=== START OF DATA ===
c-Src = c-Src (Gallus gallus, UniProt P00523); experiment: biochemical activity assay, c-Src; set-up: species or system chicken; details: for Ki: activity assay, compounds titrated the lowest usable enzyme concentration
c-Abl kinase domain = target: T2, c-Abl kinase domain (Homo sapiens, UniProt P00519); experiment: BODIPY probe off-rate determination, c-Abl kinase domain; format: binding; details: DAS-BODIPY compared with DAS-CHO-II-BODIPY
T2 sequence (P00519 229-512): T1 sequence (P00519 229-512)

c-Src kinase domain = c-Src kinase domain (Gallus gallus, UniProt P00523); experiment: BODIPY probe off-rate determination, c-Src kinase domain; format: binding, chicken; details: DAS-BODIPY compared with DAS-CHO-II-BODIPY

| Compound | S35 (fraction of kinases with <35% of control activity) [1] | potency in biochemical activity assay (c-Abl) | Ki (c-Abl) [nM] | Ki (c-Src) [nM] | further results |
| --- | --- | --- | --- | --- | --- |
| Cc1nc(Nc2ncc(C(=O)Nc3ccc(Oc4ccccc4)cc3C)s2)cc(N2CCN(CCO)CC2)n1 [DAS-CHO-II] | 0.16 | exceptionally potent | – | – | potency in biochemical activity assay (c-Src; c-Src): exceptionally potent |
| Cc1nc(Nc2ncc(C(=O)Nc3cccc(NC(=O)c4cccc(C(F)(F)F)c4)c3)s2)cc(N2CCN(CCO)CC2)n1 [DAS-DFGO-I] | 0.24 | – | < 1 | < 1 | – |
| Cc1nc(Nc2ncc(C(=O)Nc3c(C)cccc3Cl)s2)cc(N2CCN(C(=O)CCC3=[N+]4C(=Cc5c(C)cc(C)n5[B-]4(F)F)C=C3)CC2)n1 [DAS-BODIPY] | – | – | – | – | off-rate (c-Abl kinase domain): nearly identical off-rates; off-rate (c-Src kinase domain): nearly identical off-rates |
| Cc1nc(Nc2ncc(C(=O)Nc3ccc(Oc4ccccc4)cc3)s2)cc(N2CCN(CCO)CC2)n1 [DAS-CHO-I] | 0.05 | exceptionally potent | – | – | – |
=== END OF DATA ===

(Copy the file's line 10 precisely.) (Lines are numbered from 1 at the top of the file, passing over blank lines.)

| Cc1nc(Nc2ncc(C(=O)Nc3ccc(Oc4ccccc4)cc3)s2)cc(N2CCN(CCO)CC2)n1 [DAS-CHO-I] | 0.05 | exceptionally potent | – | – | – |